Tip 40: Evaluations

Too bad I don’t remember these things before the evaluations are due… Maybe I’ll make a note to myself to check back here from time to time.

These great (and funny) ideas are from the Chronicle’s forums.

On eval forms, students will parrot back anything you tell them during the semester.

One semester I apologized profusely when I didn’t get assignments back to the students particularly quickly. That semester, the comments were all about “she should get our papers back to us more quickly.”

The following semester, I was similarly slow, but stressed how concerned I was about giving each paper individual attention. That semester, the comments were all about “she gives each paper individual attention.”

One semester, I had to work under the constraints of a hideous department grading scale, under which anything under 95% was an A-. I covered my butt with the students by telling them that this grading scale was a departmental thing, and I would do things differently, but… The comments that semester were all about “the departmental grading scale is wack.”

The semester after that, I stressed to the students that for this particular course, a more stringent grading scale was imperative since these were real-world skills they were learning–and the real world was far more unforgiving than any professor could ever hope to be. The comments that semester were all about “thank you for preparing us for real-world standards.”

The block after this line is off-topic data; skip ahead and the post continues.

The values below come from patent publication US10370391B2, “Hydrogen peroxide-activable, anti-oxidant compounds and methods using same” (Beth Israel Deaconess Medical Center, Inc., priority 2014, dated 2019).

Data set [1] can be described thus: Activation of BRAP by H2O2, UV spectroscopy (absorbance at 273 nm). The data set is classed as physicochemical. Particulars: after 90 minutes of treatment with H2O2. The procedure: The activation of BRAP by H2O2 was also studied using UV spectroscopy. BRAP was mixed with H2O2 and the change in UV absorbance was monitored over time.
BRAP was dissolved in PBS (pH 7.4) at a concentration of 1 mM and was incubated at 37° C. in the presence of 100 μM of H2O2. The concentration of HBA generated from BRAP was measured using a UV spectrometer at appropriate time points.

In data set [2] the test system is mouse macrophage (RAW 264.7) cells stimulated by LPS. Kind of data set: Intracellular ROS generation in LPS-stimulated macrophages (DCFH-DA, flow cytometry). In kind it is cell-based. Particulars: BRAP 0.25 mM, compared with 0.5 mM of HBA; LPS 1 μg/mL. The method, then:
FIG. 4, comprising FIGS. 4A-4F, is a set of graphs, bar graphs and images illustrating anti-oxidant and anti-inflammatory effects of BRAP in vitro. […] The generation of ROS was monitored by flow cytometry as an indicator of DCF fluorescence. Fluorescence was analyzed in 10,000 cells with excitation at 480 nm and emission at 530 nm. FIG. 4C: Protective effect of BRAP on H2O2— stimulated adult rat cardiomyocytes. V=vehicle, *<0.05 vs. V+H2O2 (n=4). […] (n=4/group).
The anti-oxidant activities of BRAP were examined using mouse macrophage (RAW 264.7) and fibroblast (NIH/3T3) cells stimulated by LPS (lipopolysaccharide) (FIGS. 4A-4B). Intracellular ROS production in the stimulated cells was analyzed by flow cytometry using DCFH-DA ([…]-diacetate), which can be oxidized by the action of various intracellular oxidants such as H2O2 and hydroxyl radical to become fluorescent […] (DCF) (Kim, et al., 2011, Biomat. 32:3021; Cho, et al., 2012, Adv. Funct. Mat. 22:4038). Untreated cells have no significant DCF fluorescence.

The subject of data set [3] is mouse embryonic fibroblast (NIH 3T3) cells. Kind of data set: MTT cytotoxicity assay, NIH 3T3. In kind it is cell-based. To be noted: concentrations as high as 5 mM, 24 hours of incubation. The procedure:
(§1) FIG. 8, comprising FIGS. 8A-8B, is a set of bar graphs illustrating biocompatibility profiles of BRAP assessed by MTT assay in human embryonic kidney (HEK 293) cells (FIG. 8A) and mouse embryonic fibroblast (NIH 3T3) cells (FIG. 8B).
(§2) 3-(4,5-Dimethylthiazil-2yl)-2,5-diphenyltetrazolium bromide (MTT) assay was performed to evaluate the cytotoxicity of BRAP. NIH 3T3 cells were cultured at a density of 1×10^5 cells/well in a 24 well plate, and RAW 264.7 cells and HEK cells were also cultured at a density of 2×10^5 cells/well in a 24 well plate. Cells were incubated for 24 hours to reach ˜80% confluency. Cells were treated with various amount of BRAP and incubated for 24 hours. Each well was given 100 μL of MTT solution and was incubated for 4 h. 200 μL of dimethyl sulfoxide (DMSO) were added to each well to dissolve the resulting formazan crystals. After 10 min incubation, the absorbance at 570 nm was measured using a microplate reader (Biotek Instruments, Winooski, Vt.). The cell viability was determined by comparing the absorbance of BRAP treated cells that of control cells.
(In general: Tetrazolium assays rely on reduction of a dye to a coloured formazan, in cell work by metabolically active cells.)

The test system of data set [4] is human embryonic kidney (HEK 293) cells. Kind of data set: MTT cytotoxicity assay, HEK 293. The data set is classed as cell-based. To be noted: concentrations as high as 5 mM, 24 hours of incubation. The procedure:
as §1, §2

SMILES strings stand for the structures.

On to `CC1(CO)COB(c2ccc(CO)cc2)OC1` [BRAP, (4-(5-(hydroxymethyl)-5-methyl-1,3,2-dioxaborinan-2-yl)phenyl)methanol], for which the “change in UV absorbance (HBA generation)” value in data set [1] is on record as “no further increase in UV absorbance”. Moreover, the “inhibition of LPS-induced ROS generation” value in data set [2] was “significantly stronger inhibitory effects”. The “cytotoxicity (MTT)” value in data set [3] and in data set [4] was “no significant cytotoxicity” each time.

Want good evaluations? Tell them what you want them to write. Not the day of, of course, but throughout the semester. They’re listening, at least to that part.

And it doesn’t hurt (not just for evals–just in general) to mention at the end of any particularly successful class meeting that you appreciated their preparation and willingness to engage. “Good thinking today! Thanks.”


Yes, this is true. They’ll write pretty much whatever you tell them as long as you can make them think it’s their own idea – I think it’s related to the way they ask you about whether everything they do is “what you want”. I tell them how happy I am to be there, and how I’m looking forward to spending the semester with them, and they say things like, “mad_doctor is so passionate about teaching” and “it’s great to have a professor who cares about his students”. I also make a point of telling them how I’m impressed by how much they have learned by comparison to other classes, so they know how to answer the “How much did you learn?” question on the eval. I actually really do grade papers quickly, so I don’t have to make anything up, but I’m sure to tell them how hard I worked to provide timely feedback for them, and they respond with, “mad_doctor is one of the hardest working professors in the college”.

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